When the owner of the New York Globe-Leader dies without making a will, the paper is inherited by his only living relative, an "old maid schoolteacher" from Nebraska. Martha Aldrich, along ...
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The wedding of their daughter brings many surprises, including a determined bill collector, a bad business venture, an elopement, and an unexpected windfall. They all add up to a barrel of one-liners and slap-stick.
William A. Seiter
Edna May Oliver,
Society Matron, Mrs. Crane, is selected as a juror in the trail of an ex-chorus girl, Yvette Gordon, who's accused of murdering her rich elderly husband. In court, Mrs. Crane is your ... See full summary »
In New England circa 1933, a niece is reported missing and presumed dead and Cabot Barr (George Arliss) summons his relatives to the family estate for a memorial service. Once there, Barr ... See full summary »
Edna May Oliver,
An honest and naive schoolteacher gets a lesson in how the world works outside the classroom, when a rich Baron and his mistress use the teacher's name and outstanding reputation in a ... See full summary »
Lydia MacMillan, a wealthy old woman who has never married, is invited by an old beau, Dr. Michael Fitzpatrick, for a reunion with the men who have been in her life to reminisce about the ... See full summary »
Edna May Oliver
Cynthia is married to Steve and is a selfish hard woman. She decides where they will live, who they will see and even gets rid of Dora, the nanny who raised Steve and is now raising their ... See full summary »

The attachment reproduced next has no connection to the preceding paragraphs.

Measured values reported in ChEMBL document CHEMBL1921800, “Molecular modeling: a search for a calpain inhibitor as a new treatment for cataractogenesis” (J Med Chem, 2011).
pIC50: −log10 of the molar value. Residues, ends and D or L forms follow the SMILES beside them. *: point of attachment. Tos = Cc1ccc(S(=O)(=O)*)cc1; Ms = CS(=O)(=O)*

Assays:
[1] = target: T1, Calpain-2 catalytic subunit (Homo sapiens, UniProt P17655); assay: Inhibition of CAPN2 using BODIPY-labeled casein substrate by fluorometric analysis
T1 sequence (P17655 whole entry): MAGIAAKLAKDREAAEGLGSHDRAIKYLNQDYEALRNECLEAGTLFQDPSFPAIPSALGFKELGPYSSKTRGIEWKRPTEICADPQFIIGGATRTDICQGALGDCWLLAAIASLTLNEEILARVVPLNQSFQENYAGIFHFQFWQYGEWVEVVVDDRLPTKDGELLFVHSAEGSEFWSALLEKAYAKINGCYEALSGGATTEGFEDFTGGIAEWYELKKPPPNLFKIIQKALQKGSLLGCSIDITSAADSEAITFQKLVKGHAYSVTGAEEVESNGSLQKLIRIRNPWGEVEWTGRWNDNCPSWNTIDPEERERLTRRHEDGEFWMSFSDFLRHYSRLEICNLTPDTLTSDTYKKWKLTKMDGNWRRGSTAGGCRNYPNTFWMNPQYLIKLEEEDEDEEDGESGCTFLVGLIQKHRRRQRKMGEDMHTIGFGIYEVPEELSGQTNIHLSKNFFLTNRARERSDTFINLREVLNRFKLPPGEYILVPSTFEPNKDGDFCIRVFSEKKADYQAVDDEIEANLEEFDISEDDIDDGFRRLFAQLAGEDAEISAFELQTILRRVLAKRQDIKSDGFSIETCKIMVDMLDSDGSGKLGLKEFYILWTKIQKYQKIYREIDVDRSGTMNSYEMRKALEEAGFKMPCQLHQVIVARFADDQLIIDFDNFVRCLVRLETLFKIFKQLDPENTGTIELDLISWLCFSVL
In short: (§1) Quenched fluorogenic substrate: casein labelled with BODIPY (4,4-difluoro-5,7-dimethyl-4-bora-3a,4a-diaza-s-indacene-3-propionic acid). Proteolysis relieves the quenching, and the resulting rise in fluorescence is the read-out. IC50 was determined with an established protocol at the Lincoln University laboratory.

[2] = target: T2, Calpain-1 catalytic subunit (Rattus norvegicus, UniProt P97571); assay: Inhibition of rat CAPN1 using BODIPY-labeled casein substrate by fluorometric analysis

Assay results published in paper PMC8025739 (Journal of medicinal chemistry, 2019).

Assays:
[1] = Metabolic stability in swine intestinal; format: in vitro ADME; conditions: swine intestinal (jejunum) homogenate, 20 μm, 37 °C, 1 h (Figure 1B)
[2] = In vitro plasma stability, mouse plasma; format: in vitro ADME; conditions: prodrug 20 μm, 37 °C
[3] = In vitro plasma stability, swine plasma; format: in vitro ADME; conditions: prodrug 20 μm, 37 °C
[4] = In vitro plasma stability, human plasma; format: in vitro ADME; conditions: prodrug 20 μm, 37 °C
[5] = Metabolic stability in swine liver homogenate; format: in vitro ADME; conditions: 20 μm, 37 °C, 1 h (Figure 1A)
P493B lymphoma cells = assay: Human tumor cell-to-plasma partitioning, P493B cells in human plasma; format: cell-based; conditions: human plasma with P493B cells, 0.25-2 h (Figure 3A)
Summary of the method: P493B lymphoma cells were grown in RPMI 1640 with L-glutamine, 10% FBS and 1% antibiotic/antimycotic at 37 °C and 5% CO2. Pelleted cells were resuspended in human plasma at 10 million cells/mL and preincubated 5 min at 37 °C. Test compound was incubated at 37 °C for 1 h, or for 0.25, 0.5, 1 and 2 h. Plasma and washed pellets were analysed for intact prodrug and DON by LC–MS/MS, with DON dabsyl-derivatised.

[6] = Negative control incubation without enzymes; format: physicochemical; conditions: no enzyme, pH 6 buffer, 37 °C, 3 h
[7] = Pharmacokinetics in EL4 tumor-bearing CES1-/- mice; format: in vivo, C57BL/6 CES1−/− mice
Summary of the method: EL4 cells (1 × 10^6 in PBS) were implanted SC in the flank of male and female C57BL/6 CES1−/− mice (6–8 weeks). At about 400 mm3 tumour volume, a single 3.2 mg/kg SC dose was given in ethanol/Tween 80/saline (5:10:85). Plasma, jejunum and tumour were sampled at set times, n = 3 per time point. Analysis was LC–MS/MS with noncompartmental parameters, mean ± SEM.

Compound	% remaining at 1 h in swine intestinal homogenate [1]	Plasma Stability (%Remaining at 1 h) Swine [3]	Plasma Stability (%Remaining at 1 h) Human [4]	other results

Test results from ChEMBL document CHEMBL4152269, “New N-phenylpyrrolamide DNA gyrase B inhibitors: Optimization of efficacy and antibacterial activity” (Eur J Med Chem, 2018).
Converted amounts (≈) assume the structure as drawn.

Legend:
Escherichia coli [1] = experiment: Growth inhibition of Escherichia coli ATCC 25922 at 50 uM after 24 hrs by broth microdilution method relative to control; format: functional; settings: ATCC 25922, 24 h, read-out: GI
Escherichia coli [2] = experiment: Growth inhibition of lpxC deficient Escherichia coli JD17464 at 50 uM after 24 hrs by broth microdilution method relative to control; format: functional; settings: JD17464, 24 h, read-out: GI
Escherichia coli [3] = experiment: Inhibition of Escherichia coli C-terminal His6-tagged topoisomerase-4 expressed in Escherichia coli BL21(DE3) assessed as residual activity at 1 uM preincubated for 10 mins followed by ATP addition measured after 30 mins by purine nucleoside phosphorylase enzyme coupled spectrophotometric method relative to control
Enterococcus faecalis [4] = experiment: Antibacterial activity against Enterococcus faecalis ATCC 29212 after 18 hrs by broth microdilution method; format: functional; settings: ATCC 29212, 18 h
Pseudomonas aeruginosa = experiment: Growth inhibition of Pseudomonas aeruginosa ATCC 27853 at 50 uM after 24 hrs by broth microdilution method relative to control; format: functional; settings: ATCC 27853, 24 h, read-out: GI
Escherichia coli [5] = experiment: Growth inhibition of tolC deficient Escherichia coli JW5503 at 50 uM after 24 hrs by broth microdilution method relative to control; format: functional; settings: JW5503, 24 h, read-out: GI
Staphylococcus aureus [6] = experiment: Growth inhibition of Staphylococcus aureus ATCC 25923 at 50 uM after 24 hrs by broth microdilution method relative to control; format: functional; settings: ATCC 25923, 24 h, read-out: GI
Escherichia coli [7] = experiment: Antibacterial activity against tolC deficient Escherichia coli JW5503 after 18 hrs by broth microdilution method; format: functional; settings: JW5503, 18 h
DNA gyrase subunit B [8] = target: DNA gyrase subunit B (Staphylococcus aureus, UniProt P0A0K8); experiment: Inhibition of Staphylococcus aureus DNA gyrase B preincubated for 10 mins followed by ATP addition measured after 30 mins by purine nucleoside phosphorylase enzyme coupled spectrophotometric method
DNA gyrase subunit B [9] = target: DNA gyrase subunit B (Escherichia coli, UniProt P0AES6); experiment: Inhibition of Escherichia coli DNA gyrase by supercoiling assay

Robert B. Sinclair
When the owner of the New York Globe-Leader dies without making a will, the paper is inherited by his only living relative, an "old maid schoolteacher" from Nebraska. Martha Aldrich, along with her Aunt Lou, heads for New York, where managing editor Ken Morley's attitude towards women reporters prompts Martha into taking a reporter's job on her own newspaper. Then she proceeds to prove she can be as good a reporter as any man.Written by
Ron Kerrigan <email@example.com>
This is a quality MGM production. Overall, the film is pleasing and entertaining. The script plays it safe by suggesting female equality but allowing the hero to win the woman's heart by the end of the movie.
Edna May Oliver is, as always, the bright spot in the movie. No one can toss off a carefully crafted bon mot like Miss Oliver. Walter Pidgeon plays what amounts to a talking "Ken Doll". Maureen O'Sullivan is stunningly beautiful. This film shows that she has a far greater range than playing "Jane" in the MGM Tarzan movies.
The weak point in the film is the script which is Generic MGM - any number of Actors and Actresses could have played these roles.
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